What Roger Federer's Loss to Ernests Gulbis Means for Wimbledon

Matt FitzgeraldCorrespondent IIIJune 1, 2014

Switzerland's Roger Federer reacts after being defeated by France's Jeremy Chardy at the Italian open tennis tournament in Rome, Wednesday, May 14, 2014. Roger Federer appeared to lose focus in his first match back after the birth of his second set of twins, losing to 47th-ranked Jeremy Chardy of France 1-6, 6-3, 7-6 (6) in the second round of the Italian Open on Wednesday. (AP Photo/Riccardo De Luca)
Riccardo De Luca/Associated Press

Roger Federer didn't exactly generate much momentum leading up to the 2014 French Open, and he's still seeking to find his elite form after losing in the fourth round to Ernests Gulbis on Sunday at Roland Garros. 

Eurosport's Staff weighed in on the outcome while providing the final score:

Seven of Federer's 17 Grand Slam titles have come at Wimbledon, including his last in 2012. While the All England Club may offer Federer some comfort or at least a venue to look forward to given his past success, it's hard to imagine his confidence is running strong at the moment.

After going on a very brief hiatus for the birth of his twin sons, Federer was implored to return to action at the Rome Masters to gear up for the French Open. Unfortunately, his clay-court tuneup was short lived, as he lost his opening match to Jeremy Chardy in three sets.

Perhaps that defeat was blown out of proportion, though, because Federer did have a match point and was trying to get his feel back amid blustery conditions, per ATPWorldTour.com:

I think we both struggled at times in the wind today and in the end a shot here or there decided the match. He gave me a double fault to give me match point. I missed my first serve, which was crucial, but credit to him to run around the second serve and give it a go. A passing shot is a tough one for me to take, because he's not going to make that [shot] very often. Credit to him for fighting his way back into the match.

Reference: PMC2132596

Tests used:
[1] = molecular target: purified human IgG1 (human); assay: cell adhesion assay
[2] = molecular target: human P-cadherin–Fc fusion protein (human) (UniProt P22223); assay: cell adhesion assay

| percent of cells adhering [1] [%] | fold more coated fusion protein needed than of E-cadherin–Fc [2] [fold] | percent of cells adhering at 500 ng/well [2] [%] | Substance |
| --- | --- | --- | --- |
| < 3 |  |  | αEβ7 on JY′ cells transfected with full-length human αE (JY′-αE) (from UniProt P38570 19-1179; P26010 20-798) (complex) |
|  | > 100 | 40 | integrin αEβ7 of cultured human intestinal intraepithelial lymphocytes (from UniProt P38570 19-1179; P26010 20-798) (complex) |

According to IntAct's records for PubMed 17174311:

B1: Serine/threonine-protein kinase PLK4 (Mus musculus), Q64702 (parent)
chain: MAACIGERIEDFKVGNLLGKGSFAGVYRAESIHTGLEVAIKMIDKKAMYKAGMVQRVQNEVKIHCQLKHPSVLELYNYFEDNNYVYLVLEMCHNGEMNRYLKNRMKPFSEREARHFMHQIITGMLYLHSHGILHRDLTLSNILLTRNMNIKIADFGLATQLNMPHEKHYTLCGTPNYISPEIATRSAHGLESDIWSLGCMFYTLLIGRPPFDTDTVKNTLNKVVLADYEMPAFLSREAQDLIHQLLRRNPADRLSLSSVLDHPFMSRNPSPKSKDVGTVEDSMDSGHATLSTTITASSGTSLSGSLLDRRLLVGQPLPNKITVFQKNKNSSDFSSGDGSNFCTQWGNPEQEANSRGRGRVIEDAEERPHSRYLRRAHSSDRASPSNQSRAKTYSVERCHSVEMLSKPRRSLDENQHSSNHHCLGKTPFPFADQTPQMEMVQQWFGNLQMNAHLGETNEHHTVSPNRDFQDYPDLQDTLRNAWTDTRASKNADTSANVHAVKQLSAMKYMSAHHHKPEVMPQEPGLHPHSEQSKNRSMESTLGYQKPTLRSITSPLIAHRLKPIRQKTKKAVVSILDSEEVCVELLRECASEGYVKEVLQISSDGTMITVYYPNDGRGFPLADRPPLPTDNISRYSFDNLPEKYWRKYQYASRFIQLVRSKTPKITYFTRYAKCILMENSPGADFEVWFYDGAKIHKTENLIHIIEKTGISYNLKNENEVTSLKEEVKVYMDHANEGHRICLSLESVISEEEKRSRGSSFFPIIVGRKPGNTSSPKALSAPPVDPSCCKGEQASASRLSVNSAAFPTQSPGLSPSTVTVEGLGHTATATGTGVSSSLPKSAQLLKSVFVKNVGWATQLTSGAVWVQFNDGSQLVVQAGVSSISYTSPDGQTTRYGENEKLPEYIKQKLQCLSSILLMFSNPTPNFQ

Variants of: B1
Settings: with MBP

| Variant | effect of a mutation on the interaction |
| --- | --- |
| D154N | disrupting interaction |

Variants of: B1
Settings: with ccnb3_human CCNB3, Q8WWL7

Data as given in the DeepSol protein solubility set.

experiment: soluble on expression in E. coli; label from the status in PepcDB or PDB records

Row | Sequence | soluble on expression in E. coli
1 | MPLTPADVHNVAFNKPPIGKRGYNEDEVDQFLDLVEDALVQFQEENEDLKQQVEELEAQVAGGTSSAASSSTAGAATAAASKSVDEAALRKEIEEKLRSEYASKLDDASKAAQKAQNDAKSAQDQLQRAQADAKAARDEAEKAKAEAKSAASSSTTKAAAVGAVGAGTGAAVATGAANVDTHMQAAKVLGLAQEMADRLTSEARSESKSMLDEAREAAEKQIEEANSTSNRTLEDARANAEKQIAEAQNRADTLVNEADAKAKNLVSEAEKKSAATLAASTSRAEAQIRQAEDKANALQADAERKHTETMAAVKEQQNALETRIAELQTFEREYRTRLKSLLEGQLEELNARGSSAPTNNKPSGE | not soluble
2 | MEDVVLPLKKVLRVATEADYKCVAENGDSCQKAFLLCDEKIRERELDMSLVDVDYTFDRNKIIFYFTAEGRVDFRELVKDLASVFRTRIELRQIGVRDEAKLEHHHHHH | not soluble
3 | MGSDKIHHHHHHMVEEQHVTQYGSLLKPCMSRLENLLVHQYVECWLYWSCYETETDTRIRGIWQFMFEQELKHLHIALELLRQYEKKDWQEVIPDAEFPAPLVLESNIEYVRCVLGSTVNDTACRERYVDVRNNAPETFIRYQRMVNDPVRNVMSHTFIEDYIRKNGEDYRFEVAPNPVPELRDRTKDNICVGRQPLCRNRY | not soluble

Ben Rothenberg of The New York Times analyzed how the loss to Chardy wasn't as significant as perceived for Federer in the grand scheme of things:

And Federer's 2014 season has gone far better overall than last year did, as he's already matched his total of one singles title and had advanced deep in his tournaments prior to Rome. Roland Garros was going to be the true test as to how strong he'd be.

Unfortunately, the Grand Slam event that's been most elusive in Federer's epic career proved to be a tough test yet again. If not for Rafael Nadal's prowess on clay over the years, Federer would likely have more than his lone French Open triumph in 2009.

Even though Federer is not playing at the consistent, legendary level he did in his prime, few are more dangerous on Wimbledon's grass courts. No matter what type of form he's showing entering the third major of the season, it's never wise to count King Roger out. His 2013 exit in the second round was undoubtedly a shock, but based on how well he's done in the past, expecting that to happen again would be outrageous.

Federer has everything to prove to his detractors and had a chip on his shoulder when he last won Wimbledon in 2012. Now he's being questioned as much as ever in the twilight of his career. As long as he doesn't grow impatient and become out of character with an aggressive strategy, Federer's finesse should carry him at least to the quarterfinals.